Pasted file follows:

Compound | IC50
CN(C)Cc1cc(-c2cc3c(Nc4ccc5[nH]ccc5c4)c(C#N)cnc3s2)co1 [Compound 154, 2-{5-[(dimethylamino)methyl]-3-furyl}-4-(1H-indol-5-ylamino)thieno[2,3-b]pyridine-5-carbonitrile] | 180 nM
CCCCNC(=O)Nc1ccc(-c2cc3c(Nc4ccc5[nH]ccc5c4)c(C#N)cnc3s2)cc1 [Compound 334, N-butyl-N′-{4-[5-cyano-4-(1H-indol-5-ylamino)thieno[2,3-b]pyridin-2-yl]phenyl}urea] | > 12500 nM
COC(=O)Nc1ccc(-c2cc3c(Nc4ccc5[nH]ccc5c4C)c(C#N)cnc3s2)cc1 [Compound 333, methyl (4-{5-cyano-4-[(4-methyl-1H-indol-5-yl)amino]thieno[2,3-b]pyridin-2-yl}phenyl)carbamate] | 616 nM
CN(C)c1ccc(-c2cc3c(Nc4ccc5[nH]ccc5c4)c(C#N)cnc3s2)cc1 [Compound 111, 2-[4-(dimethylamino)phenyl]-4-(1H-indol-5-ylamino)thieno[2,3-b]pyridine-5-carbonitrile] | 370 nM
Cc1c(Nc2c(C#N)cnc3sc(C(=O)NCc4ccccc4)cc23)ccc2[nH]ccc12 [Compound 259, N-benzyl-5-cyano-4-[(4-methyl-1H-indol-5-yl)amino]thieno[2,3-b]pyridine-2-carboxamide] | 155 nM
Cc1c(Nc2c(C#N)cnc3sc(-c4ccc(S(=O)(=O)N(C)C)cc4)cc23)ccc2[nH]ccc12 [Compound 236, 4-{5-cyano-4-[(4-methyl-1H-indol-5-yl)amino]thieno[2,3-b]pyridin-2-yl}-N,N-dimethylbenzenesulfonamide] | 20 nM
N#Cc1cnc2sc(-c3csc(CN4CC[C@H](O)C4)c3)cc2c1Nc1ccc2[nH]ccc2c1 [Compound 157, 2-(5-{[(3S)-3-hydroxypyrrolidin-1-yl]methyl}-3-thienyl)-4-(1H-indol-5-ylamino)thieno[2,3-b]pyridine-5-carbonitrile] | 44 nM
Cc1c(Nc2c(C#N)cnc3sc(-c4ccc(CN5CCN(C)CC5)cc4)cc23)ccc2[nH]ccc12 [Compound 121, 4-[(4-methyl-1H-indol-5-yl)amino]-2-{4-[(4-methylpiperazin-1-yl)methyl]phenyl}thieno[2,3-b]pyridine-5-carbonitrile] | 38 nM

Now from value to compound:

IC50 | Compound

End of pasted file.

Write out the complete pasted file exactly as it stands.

Compound | IC50
CN(C)Cc1cc(-c2cc3c(Nc4ccc5[nH]ccc5c4)c(C#N)cnc3s2)co1 [Compound 154, 2-{5-[(dimethylamino)methyl]-3-furyl}-4-(1H-indol-5-ylamino)thieno[2,3-b]pyridine-5-carbonitrile] | 180 nM
CCCCNC(=O)Nc1ccc(-c2cc3c(Nc4ccc5[nH]ccc5c4)c(C#N)cnc3s2)cc1 [Compound 334, N-butyl-N′-{4-[5-cyano-4-(1H-indol-5-ylamino)thieno[2,3-b]pyridin-2-yl]phenyl}urea] | > 12500 nM
COC(=O)Nc1ccc(-c2cc3c(Nc4ccc5[nH]ccc5c4C)c(C#N)cnc3s2)cc1 [Compound 333, methyl (4-{5-cyano-4-[(4-methyl-1H-indol-5-yl)amino]thieno[2,3-b]pyridin-2-yl}phenyl)carbamate] | 616 nM
CN(C)c1ccc(-c2cc3c(Nc4ccc5[nH]ccc5c4)c(C#N)cnc3s2)cc1 [Compound 111, 2-[4-(dimethylamino)phenyl]-4-(1H-indol-5-ylamino)thieno[2,3-b]pyridine-5-carbonitrile] | 370 nM
Cc1c(Nc2c(C#N)cnc3sc(C(=O)NCc4ccccc4)cc23)ccc2[nH]ccc12 [Compound 259, N-benzyl-5-cyano-4-[(4-methyl-1H-indol-5-yl)amino]thieno[2,3-b]pyridine-2-carboxamide] | 155 nM
Cc1c(Nc2c(C#N)cnc3sc(-c4ccc(S(=O)(=O)N(C)C)cc4)cc23)ccc2[nH]ccc12 [Compound 236, 4-{5-cyano-4-[(4-methyl-1H-indol-5-yl)amino]thieno[2,3-b]pyridin-2-yl}-N,N-dimethylbenzenesulfonamide] | 20 nM
N#Cc1cnc2sc(-c3csc(CN4CC[C@H](O)C4)c3)cc2c1Nc1ccc2[nH]ccc2c1 [Compound 157, 2-(5-{[(3S)-3-hydroxypyrrolidin-1-yl]methyl}-3-thienyl)-4-(1H-indol-5-ylamino)thieno[2,3-b]pyridine-5-carbonitrile] | 44 nM
Cc1c(Nc2c(C#N)cnc3sc(-c4ccc(CN5CCN(C)CC5)cc4)cc23)ccc2[nH]ccc12 [Compound 121, 4-[(4-methyl-1H-indol-5-yl)amino]-2-{4-[(4-methylpiperazin-1-yl)methyl]phenyl}thieno[2,3-b]pyridine-5-carbonitrile] | 38 nM

Now from value to compound:

IC50 | Compound